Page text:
STFU. I Bought Some Dang Coffee, And I'm Never Leaving This Café

I'm writing this from a café where I've been sitting for hours. I've got an ancient bagel crust and a mostly empty cup of coffee that's colder than Lebron's greedy little heart. And I'm not leaving anytime soon. Is that appropriate?

I'm no freeloading jerk. I paid to use this Wi-Fi, so I'm going to camp here like a neckbeard in the opening day line for Star Wars Episode Motherfucking Seven. And if you don't dig that, Mr Manager, you can refund the $US9.99 I paid T-Mobile for the hotspot; I'll just use your toilet one more time and be on my damn way. Easy call.

When I pay to use Wi-Fi, I'm going to use it for as long I want - or until my 24 hours runs out, whichever comes first. If you have to give up your credit card number to get a Wi-Fi signal, you should feel free to sit there as long as you want. You've paid your rent. It doesn't matter if the place is full. Keep your seat.

But it gets tricky when a place has free Wi-Fi. What's my obligation then? Sure I know I should buy something. But what, and how much? It's actually a pretty easy. You just need to consider how much a business makes on a cup of coffee.

But first, let's get this out of the way: Working in a café sucks. People are always peeping at your screen and it's dirty and the wireless is dodgy and there's some skank with a productive cough one table over who keeps yapping loudly on her mobile phone to somebody named Andréas who you're pretty sure is her ecstasy dealer and you have to pee and you can't get up because somebody will steal your laptop and the bathroom is fucking rank anyway because it's a coffee shop and everybody's poopin' and, oh! I really, really need an office!

But that's not happening. So here I am in a café. Maybe you too. We have to suffer through this together, and quite frankly, we want to make sure that cafés keep on providing us with free Wi-Fi so we can continue to grudgingly work in them. And the best way to do that is to make sure you're a profitable user. So what does that require?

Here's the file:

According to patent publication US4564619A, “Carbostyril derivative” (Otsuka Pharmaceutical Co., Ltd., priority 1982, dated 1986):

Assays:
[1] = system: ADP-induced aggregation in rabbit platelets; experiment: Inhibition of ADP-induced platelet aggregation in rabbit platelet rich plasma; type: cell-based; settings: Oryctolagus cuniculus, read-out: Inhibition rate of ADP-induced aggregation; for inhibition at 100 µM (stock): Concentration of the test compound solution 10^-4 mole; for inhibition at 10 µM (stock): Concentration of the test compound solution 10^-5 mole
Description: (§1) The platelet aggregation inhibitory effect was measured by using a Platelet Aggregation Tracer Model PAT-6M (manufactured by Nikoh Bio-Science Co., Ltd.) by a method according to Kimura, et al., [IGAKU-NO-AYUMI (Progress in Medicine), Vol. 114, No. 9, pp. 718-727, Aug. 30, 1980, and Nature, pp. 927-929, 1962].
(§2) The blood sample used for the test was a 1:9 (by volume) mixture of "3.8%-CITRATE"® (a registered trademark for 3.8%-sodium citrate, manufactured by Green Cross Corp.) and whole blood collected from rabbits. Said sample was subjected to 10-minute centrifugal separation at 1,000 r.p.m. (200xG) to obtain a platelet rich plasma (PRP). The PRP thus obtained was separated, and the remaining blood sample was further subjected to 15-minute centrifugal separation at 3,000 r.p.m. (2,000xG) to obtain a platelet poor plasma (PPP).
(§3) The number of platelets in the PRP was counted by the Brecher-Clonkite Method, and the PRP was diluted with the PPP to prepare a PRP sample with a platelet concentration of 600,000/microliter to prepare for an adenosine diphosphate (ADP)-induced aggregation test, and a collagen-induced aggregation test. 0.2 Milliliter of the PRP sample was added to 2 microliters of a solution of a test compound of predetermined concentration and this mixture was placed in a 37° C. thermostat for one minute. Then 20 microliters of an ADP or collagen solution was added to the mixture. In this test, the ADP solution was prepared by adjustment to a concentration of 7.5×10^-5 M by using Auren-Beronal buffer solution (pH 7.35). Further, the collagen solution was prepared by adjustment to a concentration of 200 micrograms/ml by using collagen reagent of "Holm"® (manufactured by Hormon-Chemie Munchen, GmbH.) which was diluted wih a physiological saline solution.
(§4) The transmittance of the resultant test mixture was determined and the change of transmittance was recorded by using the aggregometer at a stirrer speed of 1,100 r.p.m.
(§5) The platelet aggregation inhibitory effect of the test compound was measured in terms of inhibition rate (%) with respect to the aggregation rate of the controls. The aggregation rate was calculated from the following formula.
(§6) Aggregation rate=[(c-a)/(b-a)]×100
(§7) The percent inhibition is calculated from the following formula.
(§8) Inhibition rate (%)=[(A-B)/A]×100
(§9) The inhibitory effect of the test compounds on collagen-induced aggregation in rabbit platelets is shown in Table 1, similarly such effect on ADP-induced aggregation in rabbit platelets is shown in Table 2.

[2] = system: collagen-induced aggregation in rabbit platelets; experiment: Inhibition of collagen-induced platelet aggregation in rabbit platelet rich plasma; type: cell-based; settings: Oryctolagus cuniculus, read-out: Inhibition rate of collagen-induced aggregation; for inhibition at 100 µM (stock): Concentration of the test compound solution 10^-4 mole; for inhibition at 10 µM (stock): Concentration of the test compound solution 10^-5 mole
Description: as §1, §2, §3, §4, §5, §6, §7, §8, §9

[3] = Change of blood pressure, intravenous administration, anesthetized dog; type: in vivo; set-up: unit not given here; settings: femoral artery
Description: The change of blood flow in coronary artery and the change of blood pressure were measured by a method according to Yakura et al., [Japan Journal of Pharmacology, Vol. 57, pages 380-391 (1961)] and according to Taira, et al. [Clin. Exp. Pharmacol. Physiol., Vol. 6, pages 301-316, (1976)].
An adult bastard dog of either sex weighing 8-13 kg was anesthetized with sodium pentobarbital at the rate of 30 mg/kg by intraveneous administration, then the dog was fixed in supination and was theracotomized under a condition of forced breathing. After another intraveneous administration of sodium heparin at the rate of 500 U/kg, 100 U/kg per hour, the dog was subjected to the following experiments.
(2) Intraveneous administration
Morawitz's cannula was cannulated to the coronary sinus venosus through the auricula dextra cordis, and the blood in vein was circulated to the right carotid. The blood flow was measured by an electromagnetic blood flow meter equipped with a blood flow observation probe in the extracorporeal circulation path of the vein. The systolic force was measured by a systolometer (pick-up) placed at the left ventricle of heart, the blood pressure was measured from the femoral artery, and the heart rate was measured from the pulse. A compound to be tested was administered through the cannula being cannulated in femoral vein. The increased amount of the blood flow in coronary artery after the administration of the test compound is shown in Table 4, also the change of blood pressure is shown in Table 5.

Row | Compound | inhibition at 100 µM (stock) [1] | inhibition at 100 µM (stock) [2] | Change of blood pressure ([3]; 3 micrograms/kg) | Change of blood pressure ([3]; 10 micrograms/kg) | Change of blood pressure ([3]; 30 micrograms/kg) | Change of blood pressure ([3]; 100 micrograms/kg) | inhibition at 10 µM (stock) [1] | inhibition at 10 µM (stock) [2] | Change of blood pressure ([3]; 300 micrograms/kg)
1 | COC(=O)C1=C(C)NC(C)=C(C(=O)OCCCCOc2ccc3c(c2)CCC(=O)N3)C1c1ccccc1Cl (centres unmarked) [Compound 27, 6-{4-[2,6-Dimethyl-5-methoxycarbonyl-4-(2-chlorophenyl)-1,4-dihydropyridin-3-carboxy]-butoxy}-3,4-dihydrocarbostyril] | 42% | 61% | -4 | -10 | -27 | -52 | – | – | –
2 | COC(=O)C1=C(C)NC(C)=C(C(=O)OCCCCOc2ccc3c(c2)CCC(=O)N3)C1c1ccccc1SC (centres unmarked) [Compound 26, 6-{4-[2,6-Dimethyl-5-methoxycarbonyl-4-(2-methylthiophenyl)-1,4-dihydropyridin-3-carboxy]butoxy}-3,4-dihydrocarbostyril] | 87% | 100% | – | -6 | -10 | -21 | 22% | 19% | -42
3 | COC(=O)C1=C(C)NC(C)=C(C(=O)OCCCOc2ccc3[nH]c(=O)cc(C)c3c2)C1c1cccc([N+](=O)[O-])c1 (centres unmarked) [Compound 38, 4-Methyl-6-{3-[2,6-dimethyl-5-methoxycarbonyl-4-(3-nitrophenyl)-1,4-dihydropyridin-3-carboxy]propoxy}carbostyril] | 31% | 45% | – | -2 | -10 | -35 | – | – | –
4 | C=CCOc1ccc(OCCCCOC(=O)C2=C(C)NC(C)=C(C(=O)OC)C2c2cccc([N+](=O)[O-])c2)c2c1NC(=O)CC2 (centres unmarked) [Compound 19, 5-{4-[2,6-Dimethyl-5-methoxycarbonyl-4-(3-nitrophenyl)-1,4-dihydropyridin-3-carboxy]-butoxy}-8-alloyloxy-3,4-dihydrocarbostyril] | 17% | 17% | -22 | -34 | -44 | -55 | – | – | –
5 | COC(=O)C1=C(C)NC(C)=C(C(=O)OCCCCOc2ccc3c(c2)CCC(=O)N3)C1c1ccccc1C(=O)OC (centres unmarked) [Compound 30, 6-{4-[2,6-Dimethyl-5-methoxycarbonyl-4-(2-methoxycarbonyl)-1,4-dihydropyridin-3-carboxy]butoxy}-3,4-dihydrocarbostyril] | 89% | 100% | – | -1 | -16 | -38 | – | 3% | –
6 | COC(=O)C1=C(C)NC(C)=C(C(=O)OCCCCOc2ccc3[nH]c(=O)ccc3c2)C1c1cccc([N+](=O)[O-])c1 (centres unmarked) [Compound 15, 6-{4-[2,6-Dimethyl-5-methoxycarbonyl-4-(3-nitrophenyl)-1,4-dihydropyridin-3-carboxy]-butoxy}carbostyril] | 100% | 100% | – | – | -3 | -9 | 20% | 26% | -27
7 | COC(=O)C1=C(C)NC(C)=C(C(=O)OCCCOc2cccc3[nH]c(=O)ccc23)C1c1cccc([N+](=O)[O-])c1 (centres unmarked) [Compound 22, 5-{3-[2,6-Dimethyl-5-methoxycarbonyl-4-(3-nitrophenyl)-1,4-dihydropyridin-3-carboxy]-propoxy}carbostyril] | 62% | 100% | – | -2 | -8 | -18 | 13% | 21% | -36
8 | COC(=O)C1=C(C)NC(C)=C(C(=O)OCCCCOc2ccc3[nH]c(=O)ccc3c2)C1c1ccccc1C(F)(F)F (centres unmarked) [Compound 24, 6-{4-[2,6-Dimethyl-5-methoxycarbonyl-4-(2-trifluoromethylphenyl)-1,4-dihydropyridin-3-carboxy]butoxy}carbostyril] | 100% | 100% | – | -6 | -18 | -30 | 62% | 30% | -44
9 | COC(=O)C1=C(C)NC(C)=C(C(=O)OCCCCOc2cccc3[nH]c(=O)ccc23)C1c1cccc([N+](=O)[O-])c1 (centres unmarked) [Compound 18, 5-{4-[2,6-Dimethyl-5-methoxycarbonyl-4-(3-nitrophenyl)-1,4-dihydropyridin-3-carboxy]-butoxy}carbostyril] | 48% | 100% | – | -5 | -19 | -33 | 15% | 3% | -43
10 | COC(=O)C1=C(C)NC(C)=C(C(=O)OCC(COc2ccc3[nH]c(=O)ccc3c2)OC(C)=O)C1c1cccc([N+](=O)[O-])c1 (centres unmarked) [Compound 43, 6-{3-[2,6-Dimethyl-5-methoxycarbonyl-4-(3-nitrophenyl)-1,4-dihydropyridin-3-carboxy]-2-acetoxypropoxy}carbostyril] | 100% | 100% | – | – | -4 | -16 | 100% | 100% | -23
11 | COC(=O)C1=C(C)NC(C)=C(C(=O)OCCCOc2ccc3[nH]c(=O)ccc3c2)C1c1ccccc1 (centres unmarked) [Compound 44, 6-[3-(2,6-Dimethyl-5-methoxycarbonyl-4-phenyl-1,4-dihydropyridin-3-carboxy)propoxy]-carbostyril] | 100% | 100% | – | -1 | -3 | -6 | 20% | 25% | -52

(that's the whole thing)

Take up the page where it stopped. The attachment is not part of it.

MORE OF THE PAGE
At a big chain, the profit margin on a single cup of coffee can be pretty high - at Dunkin' Donuts, for example, it's estimated to be as much as 95 per cent. Starbucks, meanwhile, has a gross profit margin of nearly 60 per cent (which takes much more than a cup of coffee or even just the store itself into account). They give you Wi-Fi as a way to keep you in there buying drinks.

While smaller, locally owned cafés (obviously) don't publish their financials, roughly speaking you can expect a return of about 70 to 80 per cent on a cup of coffee or latté. That doesn't factor in other expenses the shop has, like rent and insurance and payroll. And a high-end cafe with great beans and skilled baristas will, oddly, often earn less overall than the place on the corner with the airpot full of hour-old brew that tastes like santorum. But still. They make money when people buy coffee, or they go out of business.

So here's how to pay your rent in beverages and snacks: First, calculate it by supply and demand; then, keep track of what you've bought based on that rough sketch of profits.

If there are plenty of seats, then demand is low. feel free to camp for a while. That Wi-Fi is running anyway, and you're helping them pay for it with every purchase. Just clean up after yourself, and try not to make a mess that adds to labour costs.

If the place is hopping, on the other hand, and people are standing around waiting on chairs, demand is high; don't let your cup sit empty. You should always have a recently purchased drink or snack on your table to justify keeping other customers from taking up residence. That is, at least, up to a point.

Once I've spent $US15 or more at a cafe, I can reasonably expect that the owners have made a $US10 profit. That is about what I'd pay for 24 hours of Internet access many places, so I feel like I'm good. I've paid for my Wi-Fi, and I'm not leaving.

Now can you please watch my laptop for just a minute? I've desperately gotta pee.

Image: Shutterstock

Trending Stories Right Now